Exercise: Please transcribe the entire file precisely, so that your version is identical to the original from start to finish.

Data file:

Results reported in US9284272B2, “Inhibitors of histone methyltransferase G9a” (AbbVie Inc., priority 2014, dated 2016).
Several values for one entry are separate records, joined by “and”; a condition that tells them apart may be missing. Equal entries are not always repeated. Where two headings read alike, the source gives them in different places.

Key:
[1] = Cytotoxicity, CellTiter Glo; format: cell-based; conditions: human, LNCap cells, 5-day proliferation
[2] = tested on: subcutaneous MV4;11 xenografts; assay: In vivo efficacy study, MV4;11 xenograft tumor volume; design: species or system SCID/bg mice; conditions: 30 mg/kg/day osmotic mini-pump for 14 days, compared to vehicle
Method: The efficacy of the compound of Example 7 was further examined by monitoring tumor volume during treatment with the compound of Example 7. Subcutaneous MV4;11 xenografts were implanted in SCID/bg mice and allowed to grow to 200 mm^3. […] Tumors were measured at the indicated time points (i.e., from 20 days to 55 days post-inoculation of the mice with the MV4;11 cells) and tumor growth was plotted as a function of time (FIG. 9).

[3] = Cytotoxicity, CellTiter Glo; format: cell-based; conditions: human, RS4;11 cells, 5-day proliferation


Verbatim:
Results reported in US9284272B2, “Inhibitors of histone methyltransferase G9a” (AbbVie Inc., priority 2014, dated 2016).
Several values for one entry are separate records, joined by “and”; a condition that tells them apart may be missing. Equal entries are not always repeated. Where two headings read alike, the source gives them in different places.

Key:
[1] = Cytotoxicity, CellTiter Glo; format: cell-based; conditions: human, LNCap cells, 5-day proliferation
[2] = tested on: subcutaneous MV4;11 xenografts; assay: In vivo efficacy study, MV4;11 xenograft tumor volume; design: species or system SCID/bg mice; conditions: 30 mg/kg/day osmotic mini-pump for 14 days, compared to vehicle
Method: The efficacy of the compound of Example 7 was further examined by monitoring tumor volume during treatment with the compound of Example 7. Subcutaneous MV4;11 xenografts were implanted in SCID/bg mice and allowed to grow to 200 mm^3. […] Tumors were measured at the indicated time points (i.e., from 20 days to 55 days post-inoculation of the mice with the MV4;11 cells) and tumor growth was plotted as a function of time (FIG. 9).

[3] = Cytotoxicity, CellTiter Glo; format: cell-based; conditions: human, RS4;11 cells, 5-day proliferation